First, I want to say that the original film editors of the O-OT -- (that would be Richard Chew, Marcia Lucas, Paul Hirsch, and an uncredited George Lucas for Episode IV, winning an Oscar for their efforts; Paul Hirsch, and an uncredited George & Marcia Lucas for Episode V; Sean Barton, Duwayne Dunham, Marcia Lucas and an uncredited George Lucas for Episode VI) outdid themselves on the theatrical cuts of these movies. Nitpicking aside, I think that the pacing and story imparted through these theatrical edits stands the test of time. To this day, they still rock.
However, after the demise of George & Marcia Lucas's marriage, she would no longer have a hand in anything Star Wars-related, so there's strike one -- and a big strike, if you ask me -- against the prequels: One of the original editors is gone, and sorely missed on many fronts. And concerning the '97 and '04 official re-releases, well, I'm not even touching on how it must feel as an editor (much less director) to have your version of the film re-worked and essentially re-tooled for another generation, and then issued in wide release despite how much money it made and how well it all obviously hung together not so very long before. (Mind you, I do believe in fan-edits, though, so I don't know if that makes me a hypocrite or not...)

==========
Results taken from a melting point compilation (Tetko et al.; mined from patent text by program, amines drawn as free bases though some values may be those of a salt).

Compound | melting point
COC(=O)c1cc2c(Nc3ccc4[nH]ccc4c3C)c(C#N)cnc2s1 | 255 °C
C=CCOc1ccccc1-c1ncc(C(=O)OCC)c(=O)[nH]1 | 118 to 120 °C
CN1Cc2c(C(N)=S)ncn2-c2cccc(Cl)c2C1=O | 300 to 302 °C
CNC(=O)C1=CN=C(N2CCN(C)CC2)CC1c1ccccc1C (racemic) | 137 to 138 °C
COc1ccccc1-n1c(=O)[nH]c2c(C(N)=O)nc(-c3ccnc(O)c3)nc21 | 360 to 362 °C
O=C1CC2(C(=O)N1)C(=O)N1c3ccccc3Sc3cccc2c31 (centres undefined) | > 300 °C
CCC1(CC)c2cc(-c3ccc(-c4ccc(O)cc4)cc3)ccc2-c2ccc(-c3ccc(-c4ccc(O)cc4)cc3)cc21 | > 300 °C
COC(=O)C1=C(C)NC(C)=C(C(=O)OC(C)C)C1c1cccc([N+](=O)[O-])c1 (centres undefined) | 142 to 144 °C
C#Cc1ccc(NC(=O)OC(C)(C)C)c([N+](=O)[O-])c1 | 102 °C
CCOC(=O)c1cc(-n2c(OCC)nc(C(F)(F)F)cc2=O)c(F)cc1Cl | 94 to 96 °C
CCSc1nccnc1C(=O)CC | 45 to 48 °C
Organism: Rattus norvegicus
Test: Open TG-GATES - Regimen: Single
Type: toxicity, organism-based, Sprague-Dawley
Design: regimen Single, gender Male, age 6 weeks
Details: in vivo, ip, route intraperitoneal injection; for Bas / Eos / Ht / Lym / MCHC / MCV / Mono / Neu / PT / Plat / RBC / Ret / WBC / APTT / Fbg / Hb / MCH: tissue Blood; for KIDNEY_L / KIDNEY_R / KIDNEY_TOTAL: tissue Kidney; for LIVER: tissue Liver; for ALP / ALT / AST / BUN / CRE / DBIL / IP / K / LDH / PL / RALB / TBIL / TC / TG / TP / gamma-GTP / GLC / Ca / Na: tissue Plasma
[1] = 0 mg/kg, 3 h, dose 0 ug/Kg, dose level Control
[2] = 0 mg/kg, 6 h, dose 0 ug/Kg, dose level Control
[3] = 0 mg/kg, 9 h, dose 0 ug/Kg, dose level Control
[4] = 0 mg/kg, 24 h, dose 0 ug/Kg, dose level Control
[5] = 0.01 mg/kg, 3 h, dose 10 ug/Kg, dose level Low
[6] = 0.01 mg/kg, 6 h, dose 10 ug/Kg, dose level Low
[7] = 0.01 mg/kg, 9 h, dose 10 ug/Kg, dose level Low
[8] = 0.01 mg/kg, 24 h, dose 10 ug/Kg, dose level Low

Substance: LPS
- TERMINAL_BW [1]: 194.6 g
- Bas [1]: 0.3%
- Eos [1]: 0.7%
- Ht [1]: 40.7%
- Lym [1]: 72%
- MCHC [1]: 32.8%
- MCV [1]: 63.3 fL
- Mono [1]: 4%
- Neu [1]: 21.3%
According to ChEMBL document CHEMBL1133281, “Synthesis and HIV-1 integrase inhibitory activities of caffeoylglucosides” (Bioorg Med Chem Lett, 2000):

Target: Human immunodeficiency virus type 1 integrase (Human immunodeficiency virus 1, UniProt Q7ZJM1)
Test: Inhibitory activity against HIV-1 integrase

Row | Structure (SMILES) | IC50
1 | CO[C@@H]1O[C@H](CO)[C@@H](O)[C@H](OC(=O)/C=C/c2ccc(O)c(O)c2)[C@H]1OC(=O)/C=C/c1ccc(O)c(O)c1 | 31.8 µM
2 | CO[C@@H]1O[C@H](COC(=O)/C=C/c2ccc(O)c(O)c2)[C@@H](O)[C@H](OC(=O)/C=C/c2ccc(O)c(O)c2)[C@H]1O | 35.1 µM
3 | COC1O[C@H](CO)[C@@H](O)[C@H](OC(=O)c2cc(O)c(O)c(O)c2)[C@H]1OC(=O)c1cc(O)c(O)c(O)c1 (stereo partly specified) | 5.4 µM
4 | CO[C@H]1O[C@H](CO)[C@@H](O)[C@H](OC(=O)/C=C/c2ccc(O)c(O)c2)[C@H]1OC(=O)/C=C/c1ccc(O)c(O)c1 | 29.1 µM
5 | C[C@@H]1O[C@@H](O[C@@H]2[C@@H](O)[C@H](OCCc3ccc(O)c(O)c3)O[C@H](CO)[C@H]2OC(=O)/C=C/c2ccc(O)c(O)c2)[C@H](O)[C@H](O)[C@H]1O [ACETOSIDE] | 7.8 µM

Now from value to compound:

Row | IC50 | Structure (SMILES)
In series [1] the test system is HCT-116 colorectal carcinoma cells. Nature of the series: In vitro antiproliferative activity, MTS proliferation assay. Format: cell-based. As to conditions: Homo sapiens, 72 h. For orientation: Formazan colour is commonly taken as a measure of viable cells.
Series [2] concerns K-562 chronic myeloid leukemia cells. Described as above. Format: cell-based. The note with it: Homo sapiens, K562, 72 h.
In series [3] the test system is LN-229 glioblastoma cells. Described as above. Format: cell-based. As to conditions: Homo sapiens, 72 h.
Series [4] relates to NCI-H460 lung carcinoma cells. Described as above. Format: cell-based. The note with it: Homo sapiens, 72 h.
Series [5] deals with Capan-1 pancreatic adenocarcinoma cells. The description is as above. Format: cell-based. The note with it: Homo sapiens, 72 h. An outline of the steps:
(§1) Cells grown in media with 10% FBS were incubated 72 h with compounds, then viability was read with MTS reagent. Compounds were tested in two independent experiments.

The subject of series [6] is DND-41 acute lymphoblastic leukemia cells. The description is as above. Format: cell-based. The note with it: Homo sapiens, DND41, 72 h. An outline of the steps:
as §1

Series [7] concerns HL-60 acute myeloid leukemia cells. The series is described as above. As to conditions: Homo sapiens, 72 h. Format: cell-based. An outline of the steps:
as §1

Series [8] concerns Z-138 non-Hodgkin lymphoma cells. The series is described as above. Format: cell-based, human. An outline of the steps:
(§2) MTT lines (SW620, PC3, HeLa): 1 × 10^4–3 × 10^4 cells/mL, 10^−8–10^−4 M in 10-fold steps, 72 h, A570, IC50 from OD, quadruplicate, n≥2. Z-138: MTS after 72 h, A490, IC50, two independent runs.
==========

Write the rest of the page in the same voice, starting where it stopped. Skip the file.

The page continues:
Second, and more broadly, the pacing of many movies these days seems geared to the short attention span of the average viewer. Compare the first thirty minutes of Star Wars Episode IV: A New Hope with Star Wars Episode III: Revenge of the Sith. While ANH does begin with a bang, it quickly settles down to the droids on Tatooine, and brings us slowly into the SW universe. It's almost hypnotic. (My nearly 2 1/2 year old son totally loves that part of Star Wars; he excitedly talks of Obi-Wan giving Luke the lightsaber as soon as the old man shows up. But...when I showed my son the opening slam-bam space sequence of ROTS, after several minutes he looked at me imploringly and said, "Watch Star Wars?" See, even the 2 1/2 year old is getting a purist streak.)
I have such a muddle of points beyond that that I'll stop here, because I honestly don't know where to begin breaking down my problems with the prequels. (Mind you, I've not been fortunate enough yet to see any of the great fan edits of the prequels, but I'm hoping that will be fixed soon.)